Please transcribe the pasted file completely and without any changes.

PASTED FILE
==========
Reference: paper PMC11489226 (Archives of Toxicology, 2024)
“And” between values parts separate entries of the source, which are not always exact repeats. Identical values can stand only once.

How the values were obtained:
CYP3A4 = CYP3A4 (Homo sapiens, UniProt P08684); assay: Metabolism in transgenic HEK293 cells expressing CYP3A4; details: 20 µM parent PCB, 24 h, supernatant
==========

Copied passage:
Reference: paper PMC11489226 (Archives of Toxicology, 2024)
“And” between values parts separate entries of the source, which are not always exact repeats. Identical values can stand only once.

How the values were obtained:
CYP3A4 = CYP3A4 (Homo sapiens, UniProt P08684); assay: Metabolism in transgenic HEK293 cells expressing CYP3A4; details: 20 µM parent PCB, 24 h, supernatant